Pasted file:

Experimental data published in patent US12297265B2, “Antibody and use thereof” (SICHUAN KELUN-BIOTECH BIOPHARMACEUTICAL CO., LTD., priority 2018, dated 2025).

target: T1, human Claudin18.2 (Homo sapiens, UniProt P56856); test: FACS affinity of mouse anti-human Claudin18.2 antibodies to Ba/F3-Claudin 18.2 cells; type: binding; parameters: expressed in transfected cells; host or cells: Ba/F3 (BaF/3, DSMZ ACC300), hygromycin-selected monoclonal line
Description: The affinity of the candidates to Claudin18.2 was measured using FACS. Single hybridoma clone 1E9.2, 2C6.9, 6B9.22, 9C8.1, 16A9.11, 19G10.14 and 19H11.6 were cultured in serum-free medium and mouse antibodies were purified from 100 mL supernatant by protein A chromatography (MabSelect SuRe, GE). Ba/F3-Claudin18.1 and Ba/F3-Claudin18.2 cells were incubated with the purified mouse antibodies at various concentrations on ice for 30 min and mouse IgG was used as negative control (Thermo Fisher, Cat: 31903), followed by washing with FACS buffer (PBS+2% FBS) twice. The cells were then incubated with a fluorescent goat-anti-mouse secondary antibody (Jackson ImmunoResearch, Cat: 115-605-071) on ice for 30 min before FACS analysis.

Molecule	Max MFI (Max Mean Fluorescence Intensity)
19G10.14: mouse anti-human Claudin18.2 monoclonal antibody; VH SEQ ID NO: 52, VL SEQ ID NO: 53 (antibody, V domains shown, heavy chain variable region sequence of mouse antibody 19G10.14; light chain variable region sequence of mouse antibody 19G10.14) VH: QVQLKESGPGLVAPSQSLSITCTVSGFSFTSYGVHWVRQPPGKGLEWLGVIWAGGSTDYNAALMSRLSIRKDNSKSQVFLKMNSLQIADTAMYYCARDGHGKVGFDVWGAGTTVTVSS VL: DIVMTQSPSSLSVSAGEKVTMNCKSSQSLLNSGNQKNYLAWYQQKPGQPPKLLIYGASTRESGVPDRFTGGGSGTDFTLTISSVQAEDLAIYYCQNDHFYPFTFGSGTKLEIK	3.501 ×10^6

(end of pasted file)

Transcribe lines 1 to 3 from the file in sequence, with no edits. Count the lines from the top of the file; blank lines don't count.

Experimental data published in patent US12297265B2, “Antibody and use thereof” (SICHUAN KELUN-BIOTECH BIOPHARMACEUTICAL CO., LTD., priority 2018, dated 2025).

target: T1, human Claudin18.2 (Homo sapiens, UniProt P56856); test: FACS affinity of mouse anti-human Claudin18.2 antibodies to Ba/F3-Claudin 18.2 cells; type: binding; parameters: expressed in transfected cells; host or cells: Ba/F3 (BaF/3, DSMZ ACC300), hygromycin-selected monoclonal line
Description: The affinity of the candidates to Claudin18.2 was measured using FACS. Single hybridoma clone 1E9.2, 2C6.9, 6B9.22, 9C8.1, 16A9.11, 19G10.14 and 19H11.6 were cultured in serum-free medium and mouse antibodies were purified from 100 mL supernatant by protein A chromatography (MabSelect SuRe, GE). Ba/F3-Claudin18.1 and Ba/F3-Claudin18.2 cells were incubated with the purified mouse antibodies at various concentrations on ice for 30 min and mouse IgG was used as negative control (Thermo Fisher, Cat: 31903), followed by washing with FACS buffer (PBS+2% FBS) twice. The cells were then incubated with a fluorescent goat-anti-mouse secondary antibody (Jackson ImmunoResearch, Cat: 115-605-071) on ice for 30 min before FACS analysis.